M994X.5.273.111 | Signor Blake in his Popular Act of Keeping The Globe in Suspense

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Signor Blake in his Popular Act of Keeping The Globe in Suspense
John Wilson Bengough
1886, 19th century
Ink on newsprint - Photoengraving
31.5 x 25.3 cm
Gift of Dr. Raymond Boyer
© McCord Museum
Keywords:  Cartoon (19139) , politics (general) (2228) , Print (10661)
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Keys to History

Mr. Blake had made what the "Globe" called a "disturbing speech" at Aurora, in which he expressed some advanced ideas, and referred rather vaguely to the existence of a Reform Party that could find nothing to reform. As Mr. Blake was regarded as a man whose whole-hearted support was all but essential to the success of the Reform Ministry then in office, the attitude he occupied was most unsatisfactory to the chief Government organ. Mr. Goldwin Smith and Mr. Howland, as representatives of the Canada First Party, fancied they could detect some gleams of hope for that propagander in Mr. Blake's speech. (Excerpt from: Bengough, John Wilson. A Caricature History of Canadian Politics: Events from the Union of 1841, as Illustrated by Cartoons from "Grip", and Various Other Sources. Toronto: The Grip Printing and Publishing Co, 1886.)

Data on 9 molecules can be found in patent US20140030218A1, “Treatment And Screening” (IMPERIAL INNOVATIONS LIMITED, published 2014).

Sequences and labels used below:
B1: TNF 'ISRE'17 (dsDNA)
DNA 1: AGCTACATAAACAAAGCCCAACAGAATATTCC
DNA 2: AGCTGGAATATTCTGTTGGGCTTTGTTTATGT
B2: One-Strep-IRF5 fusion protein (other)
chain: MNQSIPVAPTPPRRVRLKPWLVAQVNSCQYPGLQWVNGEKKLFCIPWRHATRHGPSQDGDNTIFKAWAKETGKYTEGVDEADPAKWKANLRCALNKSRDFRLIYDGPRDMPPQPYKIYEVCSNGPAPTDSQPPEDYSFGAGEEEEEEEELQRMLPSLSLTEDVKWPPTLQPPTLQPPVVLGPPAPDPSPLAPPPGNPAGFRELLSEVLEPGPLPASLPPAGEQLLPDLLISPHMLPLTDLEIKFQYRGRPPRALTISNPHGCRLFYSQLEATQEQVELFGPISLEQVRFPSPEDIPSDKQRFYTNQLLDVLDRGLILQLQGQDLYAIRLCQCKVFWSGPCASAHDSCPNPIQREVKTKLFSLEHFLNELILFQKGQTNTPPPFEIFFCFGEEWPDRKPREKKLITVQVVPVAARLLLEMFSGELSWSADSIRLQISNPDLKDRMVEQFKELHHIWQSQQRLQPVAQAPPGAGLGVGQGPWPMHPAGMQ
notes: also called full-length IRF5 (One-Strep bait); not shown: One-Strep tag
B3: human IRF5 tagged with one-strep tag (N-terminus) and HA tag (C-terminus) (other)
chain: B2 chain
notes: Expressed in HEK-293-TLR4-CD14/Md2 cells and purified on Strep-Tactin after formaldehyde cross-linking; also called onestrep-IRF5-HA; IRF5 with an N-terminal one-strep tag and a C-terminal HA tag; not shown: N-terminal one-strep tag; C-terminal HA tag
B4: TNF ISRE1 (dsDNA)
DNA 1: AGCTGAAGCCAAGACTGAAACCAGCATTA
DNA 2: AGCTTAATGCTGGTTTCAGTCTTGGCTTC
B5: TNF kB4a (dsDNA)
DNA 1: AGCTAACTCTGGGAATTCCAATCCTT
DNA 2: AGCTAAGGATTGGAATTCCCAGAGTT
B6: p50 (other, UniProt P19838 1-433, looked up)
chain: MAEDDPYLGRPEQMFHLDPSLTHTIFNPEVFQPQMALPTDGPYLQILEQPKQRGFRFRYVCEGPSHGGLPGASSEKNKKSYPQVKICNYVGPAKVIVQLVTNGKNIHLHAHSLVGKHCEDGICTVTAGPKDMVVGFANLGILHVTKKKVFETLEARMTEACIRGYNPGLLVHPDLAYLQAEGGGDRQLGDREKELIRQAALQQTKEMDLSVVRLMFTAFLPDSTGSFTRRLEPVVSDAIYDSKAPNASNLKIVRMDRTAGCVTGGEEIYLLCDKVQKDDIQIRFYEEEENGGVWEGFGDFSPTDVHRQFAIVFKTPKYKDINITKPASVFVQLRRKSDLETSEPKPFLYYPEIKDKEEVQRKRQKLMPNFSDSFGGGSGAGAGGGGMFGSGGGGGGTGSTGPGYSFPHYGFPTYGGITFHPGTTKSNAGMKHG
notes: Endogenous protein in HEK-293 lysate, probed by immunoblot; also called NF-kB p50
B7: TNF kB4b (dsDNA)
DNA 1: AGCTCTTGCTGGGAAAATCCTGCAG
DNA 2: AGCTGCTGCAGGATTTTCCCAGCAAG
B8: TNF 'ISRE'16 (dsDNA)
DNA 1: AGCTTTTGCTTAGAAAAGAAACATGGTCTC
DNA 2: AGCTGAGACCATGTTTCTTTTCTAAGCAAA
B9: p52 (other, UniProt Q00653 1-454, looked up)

Cartoon originally published in Grip, October 31st, 1874